Almost all of my notes I put into Ulysses. If there is a specific project I am researching for, then that project gets its own folder; if it’s just general notes on a topic then my notes go into a single document in my general, simple notes folder.
As Herbert Spencer said, the great aim of education is not knowledge, but action.
What good is all of that learning if I’m not going to use it to improve my life and the lives of those around me?
By learning about investing, saving, and budgeting then I can improve how I manage the finances of my business and my home.
Or by learning about how my CJ-7 works, I can better troubleshoot its issues and work on it in my garage with confidence.
To be candid, when it comes to taking I have two propensities that are wont to hold me back:
- I have a knack for researching something to death, and never letting myself get to the point of taking action. I’ll just keep doing a little bit more research, and a little bit more. Always wanting just a bit more information before making a decision about something and taking action.
- My other propensity is to live vicariously through my research. Basically, I will feel that by learning about something is the same as actually doing it. It’s one thing to read a lot of books on how to invest my money, but that head knowledge alone does not make me an investor. I have to actually put my money into an investment account.
Therefore, when it comes to taking action, there are two pieces of advice that have helped me to overcome my above obstacles.
Make the best choice you can, with the information you have. There will be a point where you have done enough research and enough learning, and it’s time to take action. And so, take comfort in the fact that all you can do — all anyone can do — is to make the best decision at the time with the information you have available to you. Get over the fact that there is no such thing as a “perfect” decision. There is what seems right and best at the time.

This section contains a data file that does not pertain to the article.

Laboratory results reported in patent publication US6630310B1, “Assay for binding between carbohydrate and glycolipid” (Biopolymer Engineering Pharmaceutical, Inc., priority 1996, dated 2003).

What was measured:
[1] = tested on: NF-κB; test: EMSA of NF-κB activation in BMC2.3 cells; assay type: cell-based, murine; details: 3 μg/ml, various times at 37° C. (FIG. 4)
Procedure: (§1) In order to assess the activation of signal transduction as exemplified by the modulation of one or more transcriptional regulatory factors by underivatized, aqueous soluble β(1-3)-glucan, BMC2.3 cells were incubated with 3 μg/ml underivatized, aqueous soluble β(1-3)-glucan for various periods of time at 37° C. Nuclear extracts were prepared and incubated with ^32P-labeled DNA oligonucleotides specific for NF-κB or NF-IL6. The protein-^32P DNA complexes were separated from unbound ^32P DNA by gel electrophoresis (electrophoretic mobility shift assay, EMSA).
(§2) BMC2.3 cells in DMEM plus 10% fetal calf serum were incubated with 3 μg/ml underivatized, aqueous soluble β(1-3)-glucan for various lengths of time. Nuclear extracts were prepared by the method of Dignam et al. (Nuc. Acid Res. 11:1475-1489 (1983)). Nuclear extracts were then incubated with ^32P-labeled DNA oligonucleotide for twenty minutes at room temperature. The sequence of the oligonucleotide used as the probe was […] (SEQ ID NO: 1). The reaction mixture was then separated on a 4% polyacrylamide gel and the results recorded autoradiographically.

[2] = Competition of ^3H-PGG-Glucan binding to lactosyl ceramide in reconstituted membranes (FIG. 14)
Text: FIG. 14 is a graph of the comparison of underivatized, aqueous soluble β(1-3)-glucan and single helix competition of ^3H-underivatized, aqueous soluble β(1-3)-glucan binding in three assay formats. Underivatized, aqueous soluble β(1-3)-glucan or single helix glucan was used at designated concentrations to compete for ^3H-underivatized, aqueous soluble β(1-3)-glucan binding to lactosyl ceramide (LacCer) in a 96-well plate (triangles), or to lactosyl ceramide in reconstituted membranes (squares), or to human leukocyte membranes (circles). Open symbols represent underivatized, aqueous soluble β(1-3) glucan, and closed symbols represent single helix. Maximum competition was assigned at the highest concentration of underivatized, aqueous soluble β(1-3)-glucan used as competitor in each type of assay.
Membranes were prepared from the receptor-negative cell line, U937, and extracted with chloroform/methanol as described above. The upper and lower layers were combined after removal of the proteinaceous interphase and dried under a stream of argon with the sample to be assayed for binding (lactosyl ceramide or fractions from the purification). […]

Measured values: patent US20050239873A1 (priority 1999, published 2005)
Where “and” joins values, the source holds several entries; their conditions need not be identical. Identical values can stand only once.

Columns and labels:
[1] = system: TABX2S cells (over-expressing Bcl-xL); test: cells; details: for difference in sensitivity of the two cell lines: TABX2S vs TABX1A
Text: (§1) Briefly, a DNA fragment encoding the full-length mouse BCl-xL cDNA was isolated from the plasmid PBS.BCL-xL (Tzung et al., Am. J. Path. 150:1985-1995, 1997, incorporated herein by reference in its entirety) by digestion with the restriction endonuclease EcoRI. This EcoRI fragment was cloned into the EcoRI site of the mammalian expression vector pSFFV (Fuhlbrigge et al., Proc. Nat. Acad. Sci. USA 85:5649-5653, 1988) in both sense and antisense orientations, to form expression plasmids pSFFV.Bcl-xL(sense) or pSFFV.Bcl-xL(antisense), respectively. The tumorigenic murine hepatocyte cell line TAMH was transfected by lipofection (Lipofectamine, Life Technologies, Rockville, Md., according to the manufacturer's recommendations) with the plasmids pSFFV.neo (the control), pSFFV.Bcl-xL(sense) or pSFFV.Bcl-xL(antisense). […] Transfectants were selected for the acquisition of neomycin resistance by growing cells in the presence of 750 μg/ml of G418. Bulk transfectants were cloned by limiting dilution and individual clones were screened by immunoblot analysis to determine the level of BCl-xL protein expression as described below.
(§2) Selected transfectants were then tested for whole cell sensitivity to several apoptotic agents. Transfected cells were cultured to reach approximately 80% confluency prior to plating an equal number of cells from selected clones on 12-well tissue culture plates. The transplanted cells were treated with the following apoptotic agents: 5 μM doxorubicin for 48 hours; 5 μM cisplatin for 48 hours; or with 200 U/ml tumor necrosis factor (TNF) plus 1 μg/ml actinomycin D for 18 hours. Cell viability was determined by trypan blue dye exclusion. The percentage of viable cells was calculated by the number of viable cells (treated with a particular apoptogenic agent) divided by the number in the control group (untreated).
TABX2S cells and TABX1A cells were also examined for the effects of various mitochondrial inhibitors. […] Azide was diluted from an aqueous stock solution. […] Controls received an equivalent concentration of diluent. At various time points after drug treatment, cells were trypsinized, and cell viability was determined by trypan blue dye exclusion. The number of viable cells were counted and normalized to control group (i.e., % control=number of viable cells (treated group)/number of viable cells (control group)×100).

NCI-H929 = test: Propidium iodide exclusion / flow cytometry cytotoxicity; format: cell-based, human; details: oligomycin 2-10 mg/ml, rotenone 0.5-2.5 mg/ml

Secondly, when it comes to taking action, use the idea of the minimum effective dose. What is the one thing you can do now that will make everything else easier? Do that one thing.
Journal About It
In addition to taking notes and taking action, I also find that it’s helpful to journal through the process of learning and applying something new. (I write all of this in Day One, of course.)
Why am I motivated to learn this information? What am I doing about it? How’s it going? What are the results I’m getting? Etc.
It can be helpful to just write down answers to some of these questions. Moreover, it’s giving advice to your future self. Seasons of life are cyclical. And during a time of learning something new and implementing it, write down your motivations and worries and lessons learned. Your why and your what will serve as guidance some day in the future as you wrestle through related issues again.
Teach What You Know
When you learn something new, share it with others. In fact, if you’ve just learned something new and applied it to your life, you have some real-world wisdom that is very fresh and relevant.
If you have a newborn at home, the best person to ask for advice is someone with a toddler or two because they are fresh at just having figured out how to raise a little baby and survive. Don’t ask someone who’s kids are out of the house — they’re too far removed from what life is like with a newborn.
When I am interested in a topic — for whatever reason — I try to immerse myself in books, podcasts, and online forums. I take notes, write down takeaways and ideas and action items. Then I make sure that all of that information is leading to something so I can take action on it.
We’re grown ups. We don’t have to go to school anymore. So learning should be exciting and exhilarating. Don’t learn something because you feel guilty and think you should — learn it because you want to.
What are some of your approaches to learning new things? Hit me up on Twitter and let me know.